Of all of Kern County's many challenges, I find our poor literacy rate the most depressing.

Not knowing how to read, or being a poor reader, is so debilitating to children. It's such an anchor on their potential and talent.

And it's so easily fixable.

We have a volunteer-based program here called the Community Reading Project that has had incredible success since its inception in 1999 but it's too low-volume.

By that I mean the kids who are lucky enough to get into the program really do excel, usually bumping up their skills by a whole grade level. That's huge!

Not enough kids are getting into the program.

Which is where you come in. We need more volunteers. Way more.

And wouldn't you know it, I have all the info to help get you started on what should be this community's No. 1 goal: 100 percent childhood literacy.

Here's how it works. (It's so simple, even I could have thought it up.)

You and four of your friends, family members, co-workers, or whoever, attend one of three upcoming training sessions. Then each of you dedicates one hour per week to helping four second graders practice their reading for 15 minutes each.

That's it.

Just go to the school and listen to kids read. Think of it as your investment in society's future, no pressure.

Community Reading Project coordinators will pick the school, sign you up with a classroom teacher and off you go.

The training sessions will give you some strategies to help the kids, such as sounding out words or reading to the end of the sentence for context to figure out a word, etc. But really, just being there giving them one-on-one time to practice is the key.

I know it sounds too easy to be true but before and after testing of kids in the program has consistently shown that Community Reading kids improve, on average, by 7.5 months in a semester, nearly twice the normal rate.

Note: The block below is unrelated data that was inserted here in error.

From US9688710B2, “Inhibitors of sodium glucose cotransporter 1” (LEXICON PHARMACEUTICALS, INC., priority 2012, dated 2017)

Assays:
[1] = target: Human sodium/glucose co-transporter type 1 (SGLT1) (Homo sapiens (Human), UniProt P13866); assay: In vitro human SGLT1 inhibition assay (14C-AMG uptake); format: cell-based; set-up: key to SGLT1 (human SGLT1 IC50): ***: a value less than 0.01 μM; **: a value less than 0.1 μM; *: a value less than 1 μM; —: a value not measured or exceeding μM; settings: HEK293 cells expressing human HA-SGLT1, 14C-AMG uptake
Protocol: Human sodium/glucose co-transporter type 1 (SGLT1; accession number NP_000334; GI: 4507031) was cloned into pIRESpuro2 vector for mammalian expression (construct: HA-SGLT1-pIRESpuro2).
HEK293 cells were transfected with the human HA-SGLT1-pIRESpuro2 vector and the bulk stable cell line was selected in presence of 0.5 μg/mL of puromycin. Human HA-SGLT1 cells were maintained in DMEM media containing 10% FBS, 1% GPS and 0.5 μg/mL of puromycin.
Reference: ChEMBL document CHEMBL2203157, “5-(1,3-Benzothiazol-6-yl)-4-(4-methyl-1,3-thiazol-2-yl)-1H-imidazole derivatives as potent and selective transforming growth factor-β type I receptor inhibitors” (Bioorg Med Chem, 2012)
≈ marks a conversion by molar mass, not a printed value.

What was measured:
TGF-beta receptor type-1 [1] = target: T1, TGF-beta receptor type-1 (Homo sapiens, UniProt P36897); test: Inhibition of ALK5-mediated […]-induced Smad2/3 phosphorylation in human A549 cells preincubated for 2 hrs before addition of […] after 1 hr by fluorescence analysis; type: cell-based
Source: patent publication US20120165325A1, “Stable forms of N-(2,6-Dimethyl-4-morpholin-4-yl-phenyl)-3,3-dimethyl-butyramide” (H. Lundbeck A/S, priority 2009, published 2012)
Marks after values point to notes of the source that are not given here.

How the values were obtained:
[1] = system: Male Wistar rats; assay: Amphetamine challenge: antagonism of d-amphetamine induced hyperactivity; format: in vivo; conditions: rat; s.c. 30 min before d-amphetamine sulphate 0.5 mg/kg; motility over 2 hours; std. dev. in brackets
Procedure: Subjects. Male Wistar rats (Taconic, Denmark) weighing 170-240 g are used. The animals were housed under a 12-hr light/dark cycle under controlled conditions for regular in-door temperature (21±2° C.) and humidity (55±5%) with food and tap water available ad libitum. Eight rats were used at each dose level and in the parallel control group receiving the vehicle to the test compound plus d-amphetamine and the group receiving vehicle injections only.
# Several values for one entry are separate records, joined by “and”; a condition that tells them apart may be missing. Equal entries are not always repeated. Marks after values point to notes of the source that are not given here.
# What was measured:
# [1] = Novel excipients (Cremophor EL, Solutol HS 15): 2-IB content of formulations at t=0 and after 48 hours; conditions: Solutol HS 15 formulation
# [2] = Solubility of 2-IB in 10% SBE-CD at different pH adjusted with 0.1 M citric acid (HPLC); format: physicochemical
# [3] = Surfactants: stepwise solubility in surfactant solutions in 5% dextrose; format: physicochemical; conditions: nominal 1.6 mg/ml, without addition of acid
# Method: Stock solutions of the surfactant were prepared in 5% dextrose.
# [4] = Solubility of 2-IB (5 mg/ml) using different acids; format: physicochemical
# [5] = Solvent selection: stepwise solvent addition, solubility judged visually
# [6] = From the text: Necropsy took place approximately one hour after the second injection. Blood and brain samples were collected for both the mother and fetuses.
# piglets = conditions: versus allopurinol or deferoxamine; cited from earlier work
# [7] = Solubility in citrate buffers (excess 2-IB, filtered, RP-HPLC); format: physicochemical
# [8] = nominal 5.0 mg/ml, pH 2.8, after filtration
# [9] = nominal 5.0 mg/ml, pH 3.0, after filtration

The importance of helping struggling second graders read at or above grade level cannot be stressed enough.

Because by the fourth grade, they have to know how to read in order to continue learning. If they aren't getting it by the third grade, many just give up.

Once that happens, studies show, those children are much more likely to drop out in later years.

Which, I believe, leads directly to grim little stats like this: From 2007-2011, 21.4 percent of Kern's population was living below the poverty level, compared to 14.4 percent of the statewide population, according to the U.S. Census.

And I won't even get into Kern's crime, teen pregnancy and drug use stats.

We have our work cut out for us.

Kern's third grade reading scores from 2012 show only 38 percent of our kids are proficient or above. Statewide, 48 percent of third graders are proficient or above.

It's not all bad, back in 2010, only 34 percent of Kern's third graders were proficient or above.

So, we are improving, which is excellent news. But it's not fast and widespread enough.

The number of kids we can reach is only limited by the number of dedicated volunteers, which has fluctuated between 160 to 250 each year.

That's not enough.

Already there are two schools in danger of losing the program entirely for lack of volunteers. Franklin and Planz elementaries are scraping by with only one volunteer a week. Don't let it die!

In Sacramento, its reading program was bolstered when Mayor Kevin Johnson came into office and announced that childhood literacy was one of his priorities. His commitment energized the community.

Kern's kids deserve no less. (Hint, hint Mayor Harvey Hall.)

Opinions expressed in this column are those of Lois Henry, not The Bakersfield Californian. Her column appears Wednesdays and Sundays. Comment at http://www.bakersfield.com, call her at 395-7373 or e-mail lhenry@bakersfield.com